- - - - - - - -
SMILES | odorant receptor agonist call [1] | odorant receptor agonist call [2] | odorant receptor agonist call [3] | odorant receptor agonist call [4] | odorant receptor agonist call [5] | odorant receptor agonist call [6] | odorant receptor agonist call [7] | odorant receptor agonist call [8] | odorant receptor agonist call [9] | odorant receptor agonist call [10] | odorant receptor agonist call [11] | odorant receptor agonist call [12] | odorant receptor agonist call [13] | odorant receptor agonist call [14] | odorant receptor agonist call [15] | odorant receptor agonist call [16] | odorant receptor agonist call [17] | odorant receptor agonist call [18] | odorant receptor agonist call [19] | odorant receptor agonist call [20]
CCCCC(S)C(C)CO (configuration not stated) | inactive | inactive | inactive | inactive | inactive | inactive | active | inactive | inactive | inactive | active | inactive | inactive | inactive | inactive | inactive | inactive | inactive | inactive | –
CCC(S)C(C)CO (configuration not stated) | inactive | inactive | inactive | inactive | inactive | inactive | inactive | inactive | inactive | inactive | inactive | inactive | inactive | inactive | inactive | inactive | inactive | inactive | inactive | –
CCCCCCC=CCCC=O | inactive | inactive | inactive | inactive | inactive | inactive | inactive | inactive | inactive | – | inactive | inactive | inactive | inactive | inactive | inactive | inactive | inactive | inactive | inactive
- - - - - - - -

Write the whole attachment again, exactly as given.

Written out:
SMILES | odorant receptor agonist call [1] | odorant receptor agonist call [2] | odorant receptor agonist call [3] | odorant receptor agonist call [4] | odorant receptor agonist call [5] | odorant receptor agonist call [6] | odorant receptor agonist call [7] | odorant receptor agonist call [8] | odorant receptor agonist call [9] | odorant receptor agonist call [10] | odorant receptor agonist call [11] | odorant receptor agonist call [12] | odorant receptor agonist call [13] | odorant receptor agonist call [14] | odorant receptor agonist call [15] | odorant receptor agonist call [16] | odorant receptor agonist call [17] | odorant receptor agonist call [18] | odorant receptor agonist call [19] | odorant receptor agonist call [20]
CCCCC(S)C(C)CO (configuration not stated) | inactive | inactive | inactive | inactive | inactive | inactive | active | inactive | inactive | inactive | active | inactive | inactive | inactive | inactive | inactive | inactive | inactive | inactive | –
CCC(S)C(C)CO (configuration not stated) | inactive | inactive | inactive | inactive | inactive | inactive | inactive | inactive | inactive | inactive | inactive | inactive | inactive | inactive | inactive | inactive | inactive | inactive | inactive | –
CCCCCCC=CCCC=O | inactive | inactive | inactive | inactive | inactive | inactive | inactive | inactive | inactive | – | inactive | inactive | inactive | inactive | inactive | inactive | inactive | inactive | inactive | inactive